BMSR has defied common sense and traditional concepts of music from the start. They're known for making tunes from deteriorating tape echos and weathered organs older than dirt, going analog where everyone else would go digital, and delivering vocals as heavily synthesized instruments, rather than guiding the song. In the process, their songs conjure up visions of everything from Flaming Lips and Neutral Milk Hotel and Ween to Ice T and Kurtis Blow to Boards of Canada...and then some.

The last album released under the BMSR moniker was 2009's Eating Us, a delicious and freaky journey into experimental pop that borders on a psychedelic, transcendental experience that leaves you dancing before you realize you're even moving. Since then, Tobacco veered off on a solo path, releasing two albums as Tobacco, collaborating with cats like Beck and Aesop Rock, and launching a gritty hip-hop project with funkmaster Zackey Funk Force, called Demon Queen.

Then Tobacco announced a new BMSR tour for this spring and summer, and if that wasn't enough, he released "Spraypaint," the first new track from their upcoming album.

Of this next BMSR chapter, Tobacco says, "To me, in my world, this is a really different thing. I'm just not the same person who made Dandelion Gum and it doesn't have anything to do with The Woods anymore. Every time I make something, I think it's pop, and then no one really agrees and convinces me I'm wrong. I'm sure this won't be any different, but I think it's about as far pop as I can go without compromising."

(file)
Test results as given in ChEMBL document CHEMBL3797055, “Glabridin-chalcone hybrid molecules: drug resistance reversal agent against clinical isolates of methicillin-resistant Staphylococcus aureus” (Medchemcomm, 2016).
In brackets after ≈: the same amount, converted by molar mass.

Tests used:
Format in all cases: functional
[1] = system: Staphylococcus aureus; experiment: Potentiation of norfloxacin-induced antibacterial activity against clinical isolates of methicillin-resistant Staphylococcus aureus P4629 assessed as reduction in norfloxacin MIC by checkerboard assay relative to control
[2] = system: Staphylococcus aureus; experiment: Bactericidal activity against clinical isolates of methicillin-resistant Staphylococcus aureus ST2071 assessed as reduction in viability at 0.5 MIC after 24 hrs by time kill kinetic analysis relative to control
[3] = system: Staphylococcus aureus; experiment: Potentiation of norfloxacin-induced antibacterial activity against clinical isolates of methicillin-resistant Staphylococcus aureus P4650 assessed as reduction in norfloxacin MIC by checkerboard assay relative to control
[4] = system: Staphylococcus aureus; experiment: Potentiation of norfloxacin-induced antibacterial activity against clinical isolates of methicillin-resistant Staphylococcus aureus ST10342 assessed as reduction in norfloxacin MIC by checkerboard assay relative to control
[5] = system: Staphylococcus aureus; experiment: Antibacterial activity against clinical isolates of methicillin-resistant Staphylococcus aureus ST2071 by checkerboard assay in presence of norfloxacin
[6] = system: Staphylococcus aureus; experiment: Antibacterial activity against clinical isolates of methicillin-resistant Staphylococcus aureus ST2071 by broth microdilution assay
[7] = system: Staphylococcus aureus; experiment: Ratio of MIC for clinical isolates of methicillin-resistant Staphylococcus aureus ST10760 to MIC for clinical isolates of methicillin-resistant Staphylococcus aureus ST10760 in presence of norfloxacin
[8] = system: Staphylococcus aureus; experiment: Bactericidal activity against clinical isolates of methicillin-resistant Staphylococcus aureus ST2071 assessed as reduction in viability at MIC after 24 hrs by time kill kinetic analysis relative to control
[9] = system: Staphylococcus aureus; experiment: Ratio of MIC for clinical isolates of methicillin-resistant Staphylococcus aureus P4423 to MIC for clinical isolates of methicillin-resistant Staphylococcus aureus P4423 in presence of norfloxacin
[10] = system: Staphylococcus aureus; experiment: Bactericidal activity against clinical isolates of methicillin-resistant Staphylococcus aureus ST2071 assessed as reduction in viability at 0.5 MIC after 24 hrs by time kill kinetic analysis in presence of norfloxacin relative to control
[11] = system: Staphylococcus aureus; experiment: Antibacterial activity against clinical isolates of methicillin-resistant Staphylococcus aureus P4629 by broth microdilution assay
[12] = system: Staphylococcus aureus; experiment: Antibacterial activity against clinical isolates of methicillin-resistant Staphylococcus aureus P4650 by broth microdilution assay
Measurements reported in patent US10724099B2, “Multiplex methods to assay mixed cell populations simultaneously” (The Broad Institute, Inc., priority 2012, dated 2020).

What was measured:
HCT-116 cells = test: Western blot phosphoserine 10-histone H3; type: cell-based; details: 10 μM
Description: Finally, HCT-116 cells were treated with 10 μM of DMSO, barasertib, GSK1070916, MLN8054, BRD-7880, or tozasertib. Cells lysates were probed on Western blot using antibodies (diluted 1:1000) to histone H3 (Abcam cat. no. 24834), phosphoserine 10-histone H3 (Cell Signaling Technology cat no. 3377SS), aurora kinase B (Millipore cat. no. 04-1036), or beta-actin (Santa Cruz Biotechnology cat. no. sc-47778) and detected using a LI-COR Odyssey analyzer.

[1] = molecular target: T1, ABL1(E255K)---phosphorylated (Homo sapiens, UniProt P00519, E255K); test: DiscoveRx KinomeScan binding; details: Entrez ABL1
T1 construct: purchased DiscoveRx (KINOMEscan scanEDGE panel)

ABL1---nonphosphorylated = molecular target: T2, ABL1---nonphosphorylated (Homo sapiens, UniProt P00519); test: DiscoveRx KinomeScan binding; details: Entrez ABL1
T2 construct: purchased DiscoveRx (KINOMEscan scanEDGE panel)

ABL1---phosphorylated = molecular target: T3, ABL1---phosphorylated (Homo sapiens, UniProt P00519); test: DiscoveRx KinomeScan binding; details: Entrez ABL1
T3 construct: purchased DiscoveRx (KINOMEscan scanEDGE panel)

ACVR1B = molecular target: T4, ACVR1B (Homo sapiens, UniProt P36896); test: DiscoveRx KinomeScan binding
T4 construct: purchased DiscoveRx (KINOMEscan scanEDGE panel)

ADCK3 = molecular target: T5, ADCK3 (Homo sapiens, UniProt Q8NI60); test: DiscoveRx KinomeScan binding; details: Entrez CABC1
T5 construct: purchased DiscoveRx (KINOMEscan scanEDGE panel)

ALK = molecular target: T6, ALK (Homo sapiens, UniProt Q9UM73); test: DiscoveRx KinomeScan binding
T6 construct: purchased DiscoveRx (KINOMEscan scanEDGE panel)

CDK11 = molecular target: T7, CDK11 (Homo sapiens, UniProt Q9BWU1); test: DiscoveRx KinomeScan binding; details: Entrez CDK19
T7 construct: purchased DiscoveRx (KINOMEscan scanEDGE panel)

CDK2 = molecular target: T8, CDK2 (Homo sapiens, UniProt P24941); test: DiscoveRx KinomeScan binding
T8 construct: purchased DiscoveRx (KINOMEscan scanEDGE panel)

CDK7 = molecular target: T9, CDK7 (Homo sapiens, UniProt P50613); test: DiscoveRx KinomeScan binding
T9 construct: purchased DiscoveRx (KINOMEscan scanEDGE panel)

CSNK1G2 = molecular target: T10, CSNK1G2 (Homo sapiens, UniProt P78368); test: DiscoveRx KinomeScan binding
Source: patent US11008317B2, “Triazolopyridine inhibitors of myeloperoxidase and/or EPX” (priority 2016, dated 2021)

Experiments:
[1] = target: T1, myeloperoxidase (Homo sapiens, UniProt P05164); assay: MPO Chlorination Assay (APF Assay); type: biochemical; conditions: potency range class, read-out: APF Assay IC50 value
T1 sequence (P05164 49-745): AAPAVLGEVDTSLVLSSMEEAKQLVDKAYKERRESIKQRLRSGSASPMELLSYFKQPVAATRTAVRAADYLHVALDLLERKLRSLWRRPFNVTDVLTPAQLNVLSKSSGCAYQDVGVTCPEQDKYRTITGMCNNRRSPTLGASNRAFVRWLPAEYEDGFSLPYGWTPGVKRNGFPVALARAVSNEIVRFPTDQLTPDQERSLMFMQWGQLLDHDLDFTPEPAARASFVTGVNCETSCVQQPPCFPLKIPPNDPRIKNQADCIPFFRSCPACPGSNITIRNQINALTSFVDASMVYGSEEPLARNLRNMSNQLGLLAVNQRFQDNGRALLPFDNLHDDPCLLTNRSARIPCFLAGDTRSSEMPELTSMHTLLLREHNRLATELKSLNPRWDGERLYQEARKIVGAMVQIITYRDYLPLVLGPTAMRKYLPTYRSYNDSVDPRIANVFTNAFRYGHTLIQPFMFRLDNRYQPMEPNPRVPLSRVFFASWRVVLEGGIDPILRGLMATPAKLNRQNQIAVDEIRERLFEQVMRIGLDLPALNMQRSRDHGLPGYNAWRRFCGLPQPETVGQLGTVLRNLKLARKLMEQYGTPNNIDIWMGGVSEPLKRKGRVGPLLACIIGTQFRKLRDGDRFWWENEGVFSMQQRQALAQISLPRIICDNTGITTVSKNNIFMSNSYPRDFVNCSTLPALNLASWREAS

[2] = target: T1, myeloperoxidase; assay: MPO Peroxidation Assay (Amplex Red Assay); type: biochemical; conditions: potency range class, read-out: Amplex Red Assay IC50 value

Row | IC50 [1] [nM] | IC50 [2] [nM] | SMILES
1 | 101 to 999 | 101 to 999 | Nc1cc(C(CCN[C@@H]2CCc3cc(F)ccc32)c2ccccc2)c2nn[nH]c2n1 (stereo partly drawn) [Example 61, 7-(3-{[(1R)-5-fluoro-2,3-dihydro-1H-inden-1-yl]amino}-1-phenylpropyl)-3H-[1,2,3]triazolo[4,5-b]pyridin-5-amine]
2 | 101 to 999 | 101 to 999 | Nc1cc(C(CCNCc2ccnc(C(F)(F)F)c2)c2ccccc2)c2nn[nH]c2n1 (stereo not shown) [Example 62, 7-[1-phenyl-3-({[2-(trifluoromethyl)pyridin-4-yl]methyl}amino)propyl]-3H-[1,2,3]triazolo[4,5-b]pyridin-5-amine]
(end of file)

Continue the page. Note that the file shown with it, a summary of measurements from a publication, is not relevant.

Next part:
Indeed, "Spraypaint" has all the general markings of a pop track, even going so far as to have, for possibly the first time in BMSR history, vocals you can almost understand. "This time they actually mean something," Tobacco says, "so I kind of want you to at least get a hint of what I'm saying. Everything's still up for interpretation, but it all meant something when I was writing it at least." Naturally, the song is every bit as abstract-yet-accessible as their greatest tracks.

While Tobacco produces almost all of the music on the records, the BMSR lineup has fluctuated over the years, with the only constants being Tobacco on vocoder, The Seven Fields of Aphelion on keyboard and monosynth, and Iffernaut on drums. "We're back to a 5- piece," Tobacco says of the current roster. "Ryan [Graveface] is back on guitar, and we've got a girl who goes by 'Bullsmear' on bass now. Totally the most solid crew we've ever had."

Just as exciting as a BMSR song is their live performance, which has evolved into a multimedia presentation, one that establishes not just a mere concert, but a tangible setting which further sucks the audience into their world.

"We put together a visual show that really was made up of just settings. Instead of videos with cuts, I wanted to literally just have settings that could somehow give someone in the crowd even more of a chance to use their imagination. We'll be trying to build on that for awhile."

That, at its core, is the beauty of Black Moth Super Rainbow: it's music that triggers your imagination, activating an experience that manipulates all your senses, and envelopes your entire soul with their songs. They become a piece of you, a viable yet alternate reality made up of your personal collaboration with the music.



This article originally appeared in Kush Magazine